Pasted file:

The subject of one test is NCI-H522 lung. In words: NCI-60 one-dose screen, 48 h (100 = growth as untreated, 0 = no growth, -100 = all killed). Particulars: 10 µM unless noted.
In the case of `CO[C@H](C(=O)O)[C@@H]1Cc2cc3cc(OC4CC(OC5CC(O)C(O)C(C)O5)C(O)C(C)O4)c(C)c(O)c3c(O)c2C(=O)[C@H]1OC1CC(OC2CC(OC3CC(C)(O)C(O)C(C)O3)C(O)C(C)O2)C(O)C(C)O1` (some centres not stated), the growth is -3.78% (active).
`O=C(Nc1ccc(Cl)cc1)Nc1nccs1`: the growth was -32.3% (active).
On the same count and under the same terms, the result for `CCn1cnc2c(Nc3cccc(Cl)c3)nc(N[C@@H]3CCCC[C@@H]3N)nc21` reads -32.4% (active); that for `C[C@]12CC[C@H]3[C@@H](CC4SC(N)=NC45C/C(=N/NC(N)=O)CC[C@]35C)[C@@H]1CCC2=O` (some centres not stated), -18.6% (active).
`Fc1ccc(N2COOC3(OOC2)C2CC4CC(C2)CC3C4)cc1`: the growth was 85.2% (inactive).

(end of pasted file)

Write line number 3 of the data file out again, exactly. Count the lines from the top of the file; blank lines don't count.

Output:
`O=C(Nc1ccc(Cl)cc1)Nc1nccs1`: the growth was -32.3% (active).